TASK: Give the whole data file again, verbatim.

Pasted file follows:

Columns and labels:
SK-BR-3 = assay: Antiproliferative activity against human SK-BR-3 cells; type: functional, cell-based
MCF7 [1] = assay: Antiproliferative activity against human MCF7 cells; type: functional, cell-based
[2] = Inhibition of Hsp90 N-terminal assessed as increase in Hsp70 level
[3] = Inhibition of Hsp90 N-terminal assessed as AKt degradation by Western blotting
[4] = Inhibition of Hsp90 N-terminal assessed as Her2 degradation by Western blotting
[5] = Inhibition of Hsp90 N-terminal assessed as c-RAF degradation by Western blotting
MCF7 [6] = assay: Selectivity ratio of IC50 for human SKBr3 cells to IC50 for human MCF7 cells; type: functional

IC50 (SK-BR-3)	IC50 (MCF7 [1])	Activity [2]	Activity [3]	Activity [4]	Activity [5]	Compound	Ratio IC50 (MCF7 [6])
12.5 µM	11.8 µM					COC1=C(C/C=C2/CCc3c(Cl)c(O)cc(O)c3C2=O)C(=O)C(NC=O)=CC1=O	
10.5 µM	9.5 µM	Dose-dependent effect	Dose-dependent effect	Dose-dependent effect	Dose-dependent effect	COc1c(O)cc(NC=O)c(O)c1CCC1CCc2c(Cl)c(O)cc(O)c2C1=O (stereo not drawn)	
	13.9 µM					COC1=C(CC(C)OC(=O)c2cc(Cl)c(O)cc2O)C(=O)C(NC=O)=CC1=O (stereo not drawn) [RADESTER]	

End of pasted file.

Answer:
Columns and labels:
SK-BR-3 = assay: Antiproliferative activity against human SK-BR-3 cells; type: functional, cell-based
MCF7 [1] = assay: Antiproliferative activity against human MCF7 cells; type: functional, cell-based
[2] = Inhibition of Hsp90 N-terminal assessed as increase in Hsp70 level
[3] = Inhibition of Hsp90 N-terminal assessed as AKt degradation by Western blotting
[4] = Inhibition of Hsp90 N-terminal assessed as Her2 degradation by Western blotting
[5] = Inhibition of Hsp90 N-terminal assessed as c-RAF degradation by Western blotting
MCF7 [6] = assay: Selectivity ratio of IC50 for human SKBr3 cells to IC50 for human MCF7 cells; type: functional

IC50 (SK-BR-3)	IC50 (MCF7 [1])	Activity [2]	Activity [3]	Activity [4]	Activity [5]	Compound	Ratio IC50 (MCF7 [6])
12.5 µM	11.8 µM					COC1=C(C/C=C2/CCc3c(Cl)c(O)cc(O)c3C2=O)C(=O)C(NC=O)=CC1=O	
10.5 µM	9.5 µM	Dose-dependent effect	Dose-dependent effect	Dose-dependent effect	Dose-dependent effect	COc1c(O)cc(NC=O)c(O)c1CCC1CCc2c(Cl)c(O)cc(O)c2C1=O (stereo not drawn)	
	13.9 µM					COC1=C(CC(C)OC(=O)c2cc(Cl)c(O)cc2O)C(=O)C(NC=O)=CC1=O (stereo not drawn) [RADESTER]	